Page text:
Nigeria to earn $47m from the sale of stake in minting company to the central bank

The Nigerian government has sold  21 percent of its stake in the Nigerian Security Printing and Minting Company Limited Plc. (NSPMC) to the Central Bank of Nigeria (CBN).  The formal signing of the instrument for the transfer of shares, which will contribute a net sum of over N17 billion ($47 million) to the treasury, was witnessed by the Vice President, Yemi Osinbajo at the Presidential Villa on Tuesday.

Explaining why the Nigerian government divested its 21 percent interest in NSPMC, the vice president said: “Security printing has taken new dimensions, it is no longer what it used to be.

“There are new assets, new dimensions and new ideas, and it’s just the private sector that can really be at the cutting edge of technology and innovation,” Osinbajo said.

The vice president, who is also the Chairman of the National Council on Privatization (NCP) noted that more than 140 publicly-owned companies have been privatized in the past 30 years, due to the government’s commitment to bringing in the needed expertise to such companies.

“Government should stick to its regulatory role and its incentivizing role and allow the private sector to do business, allow the private sector to take the risk where possible,” he said.

The NSPMC was founded in 1963 as a partnership between the Nigerian government and British banknote manufacturer and security printer De La Rue, a company founded in 1821. De La Rue is the technical partner to CBN in the deal. Osinbajo expects the two entities to add the much needed innovative edge in the NSPMC.

Nigeria produced part of its currency abroad until recently when the capacity of NSPMC increased. Central Bank Governor Godwin Emefiele says the company now has the capacity to produce currency for not just Nigeria but also for the whole of West Africa. It is also equipped to produce sensitive security documents for governments and private companies.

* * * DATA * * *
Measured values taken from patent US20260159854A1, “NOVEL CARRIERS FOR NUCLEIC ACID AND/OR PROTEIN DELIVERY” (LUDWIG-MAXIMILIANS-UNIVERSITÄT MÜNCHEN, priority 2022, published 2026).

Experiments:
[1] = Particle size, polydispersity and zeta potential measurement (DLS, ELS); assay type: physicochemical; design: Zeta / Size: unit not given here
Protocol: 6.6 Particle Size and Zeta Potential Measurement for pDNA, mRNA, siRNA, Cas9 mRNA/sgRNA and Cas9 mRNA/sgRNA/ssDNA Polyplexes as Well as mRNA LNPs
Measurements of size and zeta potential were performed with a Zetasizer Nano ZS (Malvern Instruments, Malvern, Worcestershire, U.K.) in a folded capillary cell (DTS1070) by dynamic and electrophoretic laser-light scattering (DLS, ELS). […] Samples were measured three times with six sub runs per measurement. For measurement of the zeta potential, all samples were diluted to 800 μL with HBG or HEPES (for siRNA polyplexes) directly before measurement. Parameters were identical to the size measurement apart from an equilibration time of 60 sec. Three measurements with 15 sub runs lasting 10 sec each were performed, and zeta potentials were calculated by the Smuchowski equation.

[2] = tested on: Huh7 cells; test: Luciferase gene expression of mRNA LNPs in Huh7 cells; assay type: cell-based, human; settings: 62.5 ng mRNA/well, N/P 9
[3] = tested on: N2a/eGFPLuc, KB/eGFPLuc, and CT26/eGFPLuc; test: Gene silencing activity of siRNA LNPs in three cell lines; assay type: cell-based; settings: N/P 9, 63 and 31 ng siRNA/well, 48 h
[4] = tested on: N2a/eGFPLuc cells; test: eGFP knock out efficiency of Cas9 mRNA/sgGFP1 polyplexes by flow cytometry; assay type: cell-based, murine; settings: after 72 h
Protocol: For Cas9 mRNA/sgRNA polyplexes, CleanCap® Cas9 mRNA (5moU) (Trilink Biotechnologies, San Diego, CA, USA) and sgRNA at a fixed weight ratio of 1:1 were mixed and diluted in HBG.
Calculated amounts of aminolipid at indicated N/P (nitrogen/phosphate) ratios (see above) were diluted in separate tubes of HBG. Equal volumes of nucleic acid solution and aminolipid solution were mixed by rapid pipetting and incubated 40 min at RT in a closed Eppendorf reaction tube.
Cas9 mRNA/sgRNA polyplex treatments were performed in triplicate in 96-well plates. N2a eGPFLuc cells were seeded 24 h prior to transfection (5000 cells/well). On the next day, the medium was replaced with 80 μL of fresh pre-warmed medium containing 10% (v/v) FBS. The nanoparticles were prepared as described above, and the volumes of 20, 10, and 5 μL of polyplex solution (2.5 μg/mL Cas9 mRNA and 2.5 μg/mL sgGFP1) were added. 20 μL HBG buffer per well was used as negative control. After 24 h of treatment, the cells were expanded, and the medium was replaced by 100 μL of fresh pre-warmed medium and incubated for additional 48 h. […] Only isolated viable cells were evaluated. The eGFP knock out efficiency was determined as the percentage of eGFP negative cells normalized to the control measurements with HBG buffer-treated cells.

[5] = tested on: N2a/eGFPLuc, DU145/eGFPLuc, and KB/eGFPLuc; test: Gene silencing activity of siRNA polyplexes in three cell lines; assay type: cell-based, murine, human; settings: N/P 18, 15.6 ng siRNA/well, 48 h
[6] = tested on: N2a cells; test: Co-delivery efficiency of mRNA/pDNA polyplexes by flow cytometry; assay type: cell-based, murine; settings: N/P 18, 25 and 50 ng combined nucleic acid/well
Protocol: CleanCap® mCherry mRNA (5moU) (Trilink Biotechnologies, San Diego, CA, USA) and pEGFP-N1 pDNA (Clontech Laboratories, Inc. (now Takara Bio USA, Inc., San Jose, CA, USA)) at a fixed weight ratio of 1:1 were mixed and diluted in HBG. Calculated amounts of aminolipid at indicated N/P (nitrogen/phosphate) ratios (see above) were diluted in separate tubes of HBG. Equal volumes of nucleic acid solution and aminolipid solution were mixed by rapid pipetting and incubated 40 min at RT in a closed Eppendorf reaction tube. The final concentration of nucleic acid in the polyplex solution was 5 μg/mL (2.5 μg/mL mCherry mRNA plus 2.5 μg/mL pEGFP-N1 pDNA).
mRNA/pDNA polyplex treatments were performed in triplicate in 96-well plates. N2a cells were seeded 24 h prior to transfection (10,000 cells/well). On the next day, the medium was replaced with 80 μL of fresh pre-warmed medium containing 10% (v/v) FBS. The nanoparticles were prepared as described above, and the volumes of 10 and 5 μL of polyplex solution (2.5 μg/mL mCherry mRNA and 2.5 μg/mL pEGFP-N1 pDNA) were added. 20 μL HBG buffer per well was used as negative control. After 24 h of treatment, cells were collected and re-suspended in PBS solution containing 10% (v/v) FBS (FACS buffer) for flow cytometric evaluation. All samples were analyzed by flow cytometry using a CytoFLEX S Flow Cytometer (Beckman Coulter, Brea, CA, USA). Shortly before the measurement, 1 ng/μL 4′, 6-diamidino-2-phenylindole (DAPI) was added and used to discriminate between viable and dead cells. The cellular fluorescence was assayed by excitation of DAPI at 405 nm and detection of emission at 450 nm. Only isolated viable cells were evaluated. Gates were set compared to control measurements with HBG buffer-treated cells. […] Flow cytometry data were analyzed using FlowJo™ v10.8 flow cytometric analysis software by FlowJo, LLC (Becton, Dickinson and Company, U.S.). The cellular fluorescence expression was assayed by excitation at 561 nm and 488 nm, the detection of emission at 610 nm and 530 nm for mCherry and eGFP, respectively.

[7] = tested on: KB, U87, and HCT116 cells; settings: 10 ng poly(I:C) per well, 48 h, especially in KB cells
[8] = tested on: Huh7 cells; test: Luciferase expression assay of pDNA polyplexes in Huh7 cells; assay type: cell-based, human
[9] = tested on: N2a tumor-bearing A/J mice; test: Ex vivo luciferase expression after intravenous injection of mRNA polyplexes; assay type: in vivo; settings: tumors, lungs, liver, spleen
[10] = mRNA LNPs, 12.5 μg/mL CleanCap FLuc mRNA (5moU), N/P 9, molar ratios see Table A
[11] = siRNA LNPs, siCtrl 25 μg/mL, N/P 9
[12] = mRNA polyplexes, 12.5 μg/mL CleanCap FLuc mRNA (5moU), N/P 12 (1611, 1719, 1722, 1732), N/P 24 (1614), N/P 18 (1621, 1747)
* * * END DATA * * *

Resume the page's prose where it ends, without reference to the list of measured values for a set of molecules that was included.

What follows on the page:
“The capacity of the mint has increased and expanded and it now produces all the currency that is needed in the country;” Emefiele said.

“We intend to embark on aggressive marketing to see to it that not only produces for itself but also produces for other important stakeholders that may require its services in the area of currency printing.

The central bank governor also added that work is ongoing to ensure the security printing company will start producing the Nigerian Passport, which is currently being produced by Malaysian company Iris Corporation through its Nigerian subsidiary Iris Smart Technology Nigeria Limited.

In South Africa, the rand is printed by the South African Bank Note Company located in capital city Pretoria. The country’s Passport is also printed locally. In Kenya as well, passports are printed locally, currency too. However, the Kenyan Shilling is printed by a foreign company De La Rue through its local subsidiary. The company is the CBN’s technical partner on Nigeria’s currency printing company. Its Kenyan subsidiary is now 40 percent owned by the government of Kenya.